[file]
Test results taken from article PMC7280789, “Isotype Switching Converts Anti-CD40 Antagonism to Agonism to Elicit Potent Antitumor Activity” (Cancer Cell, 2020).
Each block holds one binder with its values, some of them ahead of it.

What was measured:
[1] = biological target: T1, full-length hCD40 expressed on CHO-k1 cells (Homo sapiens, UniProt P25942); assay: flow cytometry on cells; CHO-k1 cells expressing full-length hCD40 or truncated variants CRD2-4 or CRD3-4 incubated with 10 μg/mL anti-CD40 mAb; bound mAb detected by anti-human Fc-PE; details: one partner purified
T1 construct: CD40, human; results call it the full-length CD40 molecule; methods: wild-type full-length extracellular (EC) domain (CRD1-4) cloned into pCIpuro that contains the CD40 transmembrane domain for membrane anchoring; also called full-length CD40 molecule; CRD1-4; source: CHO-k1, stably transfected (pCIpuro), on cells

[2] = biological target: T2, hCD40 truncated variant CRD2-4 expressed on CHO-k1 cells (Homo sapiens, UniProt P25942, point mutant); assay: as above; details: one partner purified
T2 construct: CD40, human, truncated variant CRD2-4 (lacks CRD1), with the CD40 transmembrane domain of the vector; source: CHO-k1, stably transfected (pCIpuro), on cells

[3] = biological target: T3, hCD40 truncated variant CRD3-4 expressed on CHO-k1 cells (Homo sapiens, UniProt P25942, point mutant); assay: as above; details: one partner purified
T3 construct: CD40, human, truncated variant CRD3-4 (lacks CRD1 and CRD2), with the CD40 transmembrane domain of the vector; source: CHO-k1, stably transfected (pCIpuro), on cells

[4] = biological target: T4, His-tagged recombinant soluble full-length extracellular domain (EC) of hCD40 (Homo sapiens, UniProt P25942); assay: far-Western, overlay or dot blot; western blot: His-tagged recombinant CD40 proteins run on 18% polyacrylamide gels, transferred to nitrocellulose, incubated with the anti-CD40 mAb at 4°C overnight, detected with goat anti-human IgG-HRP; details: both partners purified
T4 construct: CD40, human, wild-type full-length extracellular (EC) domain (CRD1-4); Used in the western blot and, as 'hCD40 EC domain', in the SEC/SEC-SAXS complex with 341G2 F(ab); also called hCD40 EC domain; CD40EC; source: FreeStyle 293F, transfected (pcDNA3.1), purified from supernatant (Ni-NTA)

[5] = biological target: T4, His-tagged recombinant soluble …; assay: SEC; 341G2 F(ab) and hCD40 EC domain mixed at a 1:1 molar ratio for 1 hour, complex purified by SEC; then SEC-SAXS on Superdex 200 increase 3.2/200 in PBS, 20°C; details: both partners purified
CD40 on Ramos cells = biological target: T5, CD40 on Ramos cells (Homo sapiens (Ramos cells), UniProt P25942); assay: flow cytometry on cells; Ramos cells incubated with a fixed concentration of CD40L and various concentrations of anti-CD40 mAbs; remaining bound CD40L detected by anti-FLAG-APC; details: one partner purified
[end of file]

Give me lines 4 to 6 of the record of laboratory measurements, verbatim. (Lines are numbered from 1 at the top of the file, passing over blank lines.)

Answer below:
[1] = biological target: T1, full-length hCD40 expressed on CHO-k1 cells (Homo sapiens, UniProt P25942); assay: flow cytometry on cells; CHO-k1 cells expressing full-length hCD40 or truncated variants CRD2-4 or CRD3-4 incubated with 10 μg/mL anti-CD40 mAb; bound mAb detected by anti-human Fc-PE; details: one partner purified
T1 construct: CD40, human; results call it the full-length CD40 molecule; methods: wild-type full-length extracellular (EC) domain (CRD1-4) cloned into pCIpuro that contains the CD40 transmembrane domain for membrane anchoring; also called full-length CD40 molecule; CRD1-4; source: CHO-k1, stably transfected (pCIpuro), on cells

[2] = biological target: T2, hCD40 truncated variant CRD2-4 expressed on CHO-k1 cells (Homo sapiens, UniProt P25942, point mutant); assay: as above; details: one partner purified